Not being a nutritional expert myself, I enlisted the help of a friend to guest post later today on healthy eating. Danielle from Simple and Tasty Nutrition is a registered dietician who has a gift for breaking down the complexities of nutrition into practical, bite-sized pieces. Whenever I am at the grocery store and unsure what to buy, I always ask myself What Would Danielle Do? (WWDD -- I'm sure you've seen the bracelets and t-shirts around.) From reading Danielle's blog, I make smarter decisions like choosing light rather than white tuna (less mercury), switching from balsamic to apple cider vinegar (less sugar), and making my own salad dressing (less salt than the commercial varieties).
And now, in honour of nutrition week, a little story about nuts.
Danielle's eldest recently had a birthday. To support Danielle's minimalist aspirations, I tend to buy her kids either books or consumables (e.g. art supplies). After a fruitless search for Richard Fowler's Ted and Dolly's Fairytale Flight (my childhood favourite), I settled on what seemed like a reasonable second choice by the same author: A Squirrel's Tale.
As you can see, the book features a cardboard and felt squirrel that navigates the pages of the book through slots. In the Ted and Dolly book, it was a cardboard air balloon. I remember being able to pass that cardboard balloon through the slots in the pages as the most magical thing ever (which is probably why I still have my battered copy nearly three decades later). This squirrel seemed to promise the same childhood storybook mystique. The Amazon reviews were glowing. How could I go wrong?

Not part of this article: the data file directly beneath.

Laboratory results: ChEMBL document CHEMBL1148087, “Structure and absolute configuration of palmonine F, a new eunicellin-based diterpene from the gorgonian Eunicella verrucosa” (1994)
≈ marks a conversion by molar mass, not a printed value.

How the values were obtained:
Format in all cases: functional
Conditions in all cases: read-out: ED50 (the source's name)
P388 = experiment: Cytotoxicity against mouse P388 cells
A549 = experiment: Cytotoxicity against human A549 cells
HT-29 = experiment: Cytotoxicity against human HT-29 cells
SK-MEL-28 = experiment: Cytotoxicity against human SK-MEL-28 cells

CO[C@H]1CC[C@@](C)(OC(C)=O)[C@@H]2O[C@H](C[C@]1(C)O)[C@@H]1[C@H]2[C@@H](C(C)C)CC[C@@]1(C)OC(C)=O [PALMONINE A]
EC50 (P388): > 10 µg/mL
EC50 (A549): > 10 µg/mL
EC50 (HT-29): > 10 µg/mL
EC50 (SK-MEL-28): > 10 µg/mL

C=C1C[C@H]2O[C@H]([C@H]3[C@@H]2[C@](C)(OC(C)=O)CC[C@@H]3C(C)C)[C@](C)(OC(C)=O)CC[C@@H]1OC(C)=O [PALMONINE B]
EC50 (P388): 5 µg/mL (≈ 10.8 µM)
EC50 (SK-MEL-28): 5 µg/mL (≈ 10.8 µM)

The book arrived sealed (arguably to keep the squirrel in). This meant I couldn't pre-read for quality control. However, it is addressed to young children -- just how bad could it really be? I mean, surely someone would have written something in the Amazon reviews if there was a problem.
Allow me to paraphrase the story for you:
Squirrel: I can't find my nuts! Has anyone seen my nuts? Mr Mole, have you seen my nuts?!
Mole: No, Squirrel, I haven't seen your nuts. Why don't you ask Mrs Mole over there if she's seen your nuts.
Squirrel: Mrs Mole, have you seen my nuts?
Mole2: No, I haven't seen your nuts. Ask the owl.
Squirrel: Owl, have you seen my nuts?... (and so on)
Just in case the suspense is killing you: yes, the squirrel does indeed find his nuts at the end of the book. SPOILER ALERT: They were under a pile of leaves., if I recall correctly.
I could barely get through the book with a straight face. As luck would have it, Danielle's kid thought this was just the greatest story ever. "He can't find his nuts!!!" she shrieked giggling (I can only imagine the reaction when she pulls that one out at daycare). I personally read the book 8 times that evening, and I think Danielle added another 2 or 3 renditions.
Luckily, Danielle has a good sense of humour. We refer to it as the 'quasi-inappropriate' book. It's still a part of her children's library, and I'm still asked to read it out loud when I visit.